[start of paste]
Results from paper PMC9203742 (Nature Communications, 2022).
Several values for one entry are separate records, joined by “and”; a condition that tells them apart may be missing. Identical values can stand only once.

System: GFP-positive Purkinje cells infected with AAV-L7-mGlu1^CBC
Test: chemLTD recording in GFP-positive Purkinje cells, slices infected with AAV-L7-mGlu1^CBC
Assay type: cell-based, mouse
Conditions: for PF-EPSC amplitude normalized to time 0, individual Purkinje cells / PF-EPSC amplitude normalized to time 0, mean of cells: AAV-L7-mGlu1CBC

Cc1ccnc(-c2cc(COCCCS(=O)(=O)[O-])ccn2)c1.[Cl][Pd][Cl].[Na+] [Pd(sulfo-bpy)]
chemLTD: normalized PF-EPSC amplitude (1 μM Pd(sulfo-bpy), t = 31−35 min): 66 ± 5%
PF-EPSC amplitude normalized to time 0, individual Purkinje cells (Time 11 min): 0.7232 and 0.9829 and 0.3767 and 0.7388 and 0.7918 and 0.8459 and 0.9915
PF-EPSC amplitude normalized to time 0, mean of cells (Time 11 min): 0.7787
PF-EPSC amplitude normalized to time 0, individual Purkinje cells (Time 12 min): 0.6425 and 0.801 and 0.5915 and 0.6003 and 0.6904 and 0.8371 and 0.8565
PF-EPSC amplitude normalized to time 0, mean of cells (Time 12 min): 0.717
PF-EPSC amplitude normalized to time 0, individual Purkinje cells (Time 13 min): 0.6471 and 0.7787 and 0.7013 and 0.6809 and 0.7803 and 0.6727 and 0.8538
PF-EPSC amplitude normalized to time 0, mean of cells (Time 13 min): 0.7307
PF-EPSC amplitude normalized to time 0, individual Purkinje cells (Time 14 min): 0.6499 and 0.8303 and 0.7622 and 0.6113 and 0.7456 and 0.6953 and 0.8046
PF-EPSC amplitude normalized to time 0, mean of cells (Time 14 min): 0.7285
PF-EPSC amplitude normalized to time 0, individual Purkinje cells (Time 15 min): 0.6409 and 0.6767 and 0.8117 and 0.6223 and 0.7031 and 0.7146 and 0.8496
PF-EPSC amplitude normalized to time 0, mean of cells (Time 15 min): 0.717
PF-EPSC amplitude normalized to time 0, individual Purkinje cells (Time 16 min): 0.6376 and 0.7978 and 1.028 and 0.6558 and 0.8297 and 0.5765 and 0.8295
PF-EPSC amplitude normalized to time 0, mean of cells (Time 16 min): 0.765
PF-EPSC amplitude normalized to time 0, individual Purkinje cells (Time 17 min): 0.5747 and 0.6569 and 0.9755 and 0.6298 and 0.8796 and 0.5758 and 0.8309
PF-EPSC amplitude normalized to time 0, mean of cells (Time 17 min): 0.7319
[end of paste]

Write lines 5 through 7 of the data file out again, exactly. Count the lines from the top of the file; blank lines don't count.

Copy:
Assay type: cell-based, mouse
Conditions: for PF-EPSC amplitude normalized to time 0, individual Purkinje cells / PF-EPSC amplitude normalized to time 0, mean of cells: AAV-L7-mGlu1CBC

Cc1ccnc(-c2cc(COCCCS(=O)(=O)[O-])ccn2)c1.[Cl][Pd][Cl].[Na+] [Pd(sulfo-bpy)]